The Glamour and Glow of Miro Quartet’s Schubert at Music Toronto reviewed by Stanley Fefferman

miro sq

November 21, 2013.  Jane Mallett Theatre, Toronto.

The Miro Quartet played an all-Schubert program at Music Toronto last night to promote their newest recording for Longhorn Music, Schubert Interrupted.

The program consisted of works Schubert wrote during transitional times in his disastrously short career, times when he was dealing with unfinished business.

Quartettsatz in C Minor, D.703 (1820) came when Schubert was 24, during the period eight years before his death when he wrote his Eighth ‘Unfinished’ Symphony. Schubert abandoned this Quartet after finishing only one movement, and he stopped writing chamber music during his next four years.

The anguished single movement reflects Schubert’s struggle to absorb the heaven-storming example of Beethoven’s music after literally dashing off eleven string quartets inspired by the examples of Haydn and Mozart. The three themes in minor of the Quartettsatz are aetherial, trembling with suspense, pregnant with anticipation of the unexpected.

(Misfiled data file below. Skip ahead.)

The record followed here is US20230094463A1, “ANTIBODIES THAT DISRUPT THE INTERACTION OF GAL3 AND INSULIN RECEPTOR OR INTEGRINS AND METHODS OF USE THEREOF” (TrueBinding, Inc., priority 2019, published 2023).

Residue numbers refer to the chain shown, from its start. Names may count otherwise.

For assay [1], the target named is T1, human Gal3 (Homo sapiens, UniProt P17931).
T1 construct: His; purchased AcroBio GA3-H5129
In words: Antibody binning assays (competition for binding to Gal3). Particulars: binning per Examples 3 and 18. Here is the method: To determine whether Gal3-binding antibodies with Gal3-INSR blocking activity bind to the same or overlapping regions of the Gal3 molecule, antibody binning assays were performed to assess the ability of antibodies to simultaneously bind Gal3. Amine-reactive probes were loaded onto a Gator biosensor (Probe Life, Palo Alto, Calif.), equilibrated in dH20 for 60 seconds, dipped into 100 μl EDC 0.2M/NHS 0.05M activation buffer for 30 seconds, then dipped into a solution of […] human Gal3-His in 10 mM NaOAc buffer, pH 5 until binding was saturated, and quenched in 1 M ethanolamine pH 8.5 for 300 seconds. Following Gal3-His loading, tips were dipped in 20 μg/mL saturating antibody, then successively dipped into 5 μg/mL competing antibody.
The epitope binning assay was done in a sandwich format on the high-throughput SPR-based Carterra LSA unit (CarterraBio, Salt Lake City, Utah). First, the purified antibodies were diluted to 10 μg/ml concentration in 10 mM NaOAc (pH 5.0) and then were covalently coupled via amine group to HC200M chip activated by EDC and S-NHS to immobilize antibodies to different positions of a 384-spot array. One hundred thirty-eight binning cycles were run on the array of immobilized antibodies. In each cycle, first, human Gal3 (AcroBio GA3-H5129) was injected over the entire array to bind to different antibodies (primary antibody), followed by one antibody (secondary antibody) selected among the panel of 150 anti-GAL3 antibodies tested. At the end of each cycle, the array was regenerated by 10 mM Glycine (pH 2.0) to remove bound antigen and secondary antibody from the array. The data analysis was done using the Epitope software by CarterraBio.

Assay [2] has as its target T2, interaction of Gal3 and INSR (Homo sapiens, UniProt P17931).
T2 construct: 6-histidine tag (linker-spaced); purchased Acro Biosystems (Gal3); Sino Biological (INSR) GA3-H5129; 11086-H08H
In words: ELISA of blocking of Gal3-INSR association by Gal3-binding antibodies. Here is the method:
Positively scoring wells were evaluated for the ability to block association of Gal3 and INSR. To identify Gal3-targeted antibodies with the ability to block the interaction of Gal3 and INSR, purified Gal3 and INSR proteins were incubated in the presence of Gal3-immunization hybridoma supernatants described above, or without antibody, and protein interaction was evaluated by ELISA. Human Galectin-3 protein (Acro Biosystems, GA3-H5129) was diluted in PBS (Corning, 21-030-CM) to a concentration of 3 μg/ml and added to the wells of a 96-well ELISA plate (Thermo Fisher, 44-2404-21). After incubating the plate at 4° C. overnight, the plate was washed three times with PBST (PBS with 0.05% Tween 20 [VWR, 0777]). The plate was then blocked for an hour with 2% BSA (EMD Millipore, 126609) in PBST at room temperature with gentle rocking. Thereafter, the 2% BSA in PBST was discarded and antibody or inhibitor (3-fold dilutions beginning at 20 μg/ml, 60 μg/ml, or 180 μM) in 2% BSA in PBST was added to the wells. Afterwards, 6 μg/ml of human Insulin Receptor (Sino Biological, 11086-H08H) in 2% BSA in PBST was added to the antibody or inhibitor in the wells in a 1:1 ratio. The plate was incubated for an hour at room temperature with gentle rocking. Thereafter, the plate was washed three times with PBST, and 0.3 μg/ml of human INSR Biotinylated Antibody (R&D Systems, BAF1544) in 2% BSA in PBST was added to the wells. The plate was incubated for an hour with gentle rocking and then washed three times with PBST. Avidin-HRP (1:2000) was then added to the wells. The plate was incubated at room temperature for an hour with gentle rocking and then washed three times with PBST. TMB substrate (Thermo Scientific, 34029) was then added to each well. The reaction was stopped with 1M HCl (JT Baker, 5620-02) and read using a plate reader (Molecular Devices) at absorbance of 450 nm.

Each of the Miro players, as violist John Largess explained, had “plenty to do” managing the virtuosic writing, and manage they did, balancing Schubert’s mood swings from windswept explosions to tender sweetness by maintaining vivid separation of instrumental colours.

String  Quartet No. 11 in E, Op. 125, No. 2, D. 353 came when Schubert was nineteen and had just left off living and performing at home with the  Schubert family amateur string quartet. The Miro gave this seldom performed work a bold and youthful treatment, negotiating the frequent and sudden changes of key with deft assurance. The sonic landscape they created was marked by bold rhetorical flourishes and passages of lyrical lightness and grace.

The Miro’s final presentation, the String Quartet No. 14, D. 810, (Death and the Maiden, 1824) acheived a marvelous transparency. Their tonal flow gave off a consistent glow and a glamour of colours. The second movement set of variations and the Finale’s breathless tarantella were particularly thrilling.

For an encore, violinist Daniel Ching introduced the ‘unfinished’ fragment of a second ‘slow’ movement Schubert had drafted for the Quartettsatz. Mr. Ching warned us that the writing just quit in the middle of a phrase by the first violin, and that’s exactly what….

This entry was posted in Reviews and tagged , , , . Bookmark the permalink.